I.

Because Younger's motion for postconviction relief was filed after January 1, 1989 (specifically, on July 14, 1989), it is controlled by Superior Court Criminal Rule 61 which took effect on January 1, 1988 and became fully applicable on January 1, 1989. This Court applies the rules governing procedural requirements before giving consideration to the merits of the underlying claim for postconviction relief. See Harris v. Reed, 489 U.S. 255, 109 S. Ct. 1038, 1044, 103 L. Ed. 2d 308 (1989).

Younger's motion for postconviction relief is controlled by the time limitation provision of Superior Court Rule 61(i)(1).[1] Under this rule, a motion for postconviction relief may not be filed more than three years after a conviction has become final. On direct appeal, this Court affirmed Younger's conviction on June 20, 1985. Younger v. State, Del.Supr., 496 A.2d 546 (1985). Younger filed his present motion on July 14, 1989, one and one-half years after Superior Court Criminal Rule 61 became effective and almost four years after his conviction was final. Accordingly, we find Younger's motion for postconviction relief to be untimely under Superior Court Criminal Rule 61(i)(1).

Younger's first contention on appeal is that there was insufficient evidence of restraint for the third kidnapping conviction which arose out of the attempted rape. He relies on the case of Weber v. State, Del. Supr., 547 A.2d 948 (1988), to support his contention. The Weber case was not decided until after Younger's direct appeal and his first three motions for postconviction relief. However, the Weber case is merely a clarification of the case of Burton v. State, Del.Supr., 426 A.2d 829 (1981). Weber, 547 A.2d at 958-59. Since the Weber case applies principles which governed the earlier Burton decision, a case decided before Younger's trial took place, we hold that it is not a "new rule". Therefore, it is unnecessary to reach the retroactivity test for cases on collateral review, see Teague v. Lane, 489 U.S. 288, 109 S. Ct. 1060, 103 L. Ed. 2d 334 (1989), reh'g denied, ___ U.S. ___, 109 S. Ct. 1771, 104 L. Ed. 2d 206 (1989), or the "retroactively applicable right" provision of Superior Court Criminal Rule 61(i)(1). We find that the three-year time bar of Superior Court Criminal Rule 61(i)(1) is applicable to this case.

We must then address the remaining provisions of Rule 61 which, under appropriate circumstances, might cause this Court to review Younger's contentions, despite the generally applicable time bar. It is clear to this Court that Younger had the opportunity to raise the insufficiency of evidence contention on direct appeal and in his prior motions for postconviction relief. Younger was required to include in his prior postconviction applications all grounds for relief which were available to him. Super.Ct.Crim.R. 61(b)(2). Since the Burton case was decided well in advance of Younger's trial, his present insufficiency of evidence contention was available and was known, or should have been known, to Younger at the time of his first motion for postconviction relief. "It is well established that `where an appeal was taken from a conviction, the judgment of the reviewing court is res judicata as to all issues actually raised, and those that could have been presented, but were not are deemed waived.'" Teague, 489 U.S. at 297, 109 S. Ct. at 1068, 103 L. Ed. 2d 334 (1989) (citing People v. Gaines, 105 Ill.2d *555 79, 85 Ill.Dec. 269, 274, 473 N.E.2d 868, 873 (1984), cert. denied, 471 U.S. 1131, 105 S. Ct. 2666, 86 L. Ed. 2d 282 (1985)).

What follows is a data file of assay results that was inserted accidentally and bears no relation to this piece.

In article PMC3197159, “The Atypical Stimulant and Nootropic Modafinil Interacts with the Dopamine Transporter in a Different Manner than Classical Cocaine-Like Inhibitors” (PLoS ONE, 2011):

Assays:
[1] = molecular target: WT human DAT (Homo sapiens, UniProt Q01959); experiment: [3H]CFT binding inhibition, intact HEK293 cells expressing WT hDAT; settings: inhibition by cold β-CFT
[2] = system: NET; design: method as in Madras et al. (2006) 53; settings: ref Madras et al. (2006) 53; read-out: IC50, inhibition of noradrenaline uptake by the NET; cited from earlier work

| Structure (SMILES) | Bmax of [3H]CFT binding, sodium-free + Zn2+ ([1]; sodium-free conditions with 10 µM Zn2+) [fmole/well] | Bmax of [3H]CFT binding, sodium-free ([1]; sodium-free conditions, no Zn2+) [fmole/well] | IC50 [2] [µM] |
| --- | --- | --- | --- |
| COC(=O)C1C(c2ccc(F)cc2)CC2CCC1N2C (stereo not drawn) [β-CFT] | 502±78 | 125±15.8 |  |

Under the circumstances, in order for Younger to raise the issue for the first time in his present petition, he is required to show that consideration of the claim is warranted "in the interests of justice," Super.Ct.Crim.R. 61(i)(2), or that there was "a constitutional violation that undermined the fundamental legality, reliability, integrity or fairness of the proceedings ..." Super. Ct.Crim.R. 61(i)(5). Younger has failed to make such a showing under either of these provisions.

The fundamental fairness exception (as set forth in Superior Court Criminal Rule 61(i)(5)) is a narrow one and has been applied only in limited circumstances, such as when the right relied upon has been recognized for the first time after the direct appeal. Teague, 489 U.S. at 297-99, 109 S. Ct. at 1068, 103 L. Ed. 2d 334; People v. Ikerd, 47 Ill. 2d 211, 265 N.E.2d 120, 121 (1970). We have already ruled that the Weber case, upon which Younger relies, was not a "new rule" for the purposes of retroactive application. Further, in a postconviction proceeding, the petitioner has the burden of proof and must show that he has been deprived of a substantial constitutional right before he is entitled to any relief. See Gaines, 85 Ill.Dec. at 278, 473 N.E.2d at 877. In this case, Younger has failed to make a showing of constitutional deprivation. He has made no showing that the interests of justice require us to review the merits of his contention. Under the circumstances, we rule that his contention as to the insufficiency of evidence is procedurally barred.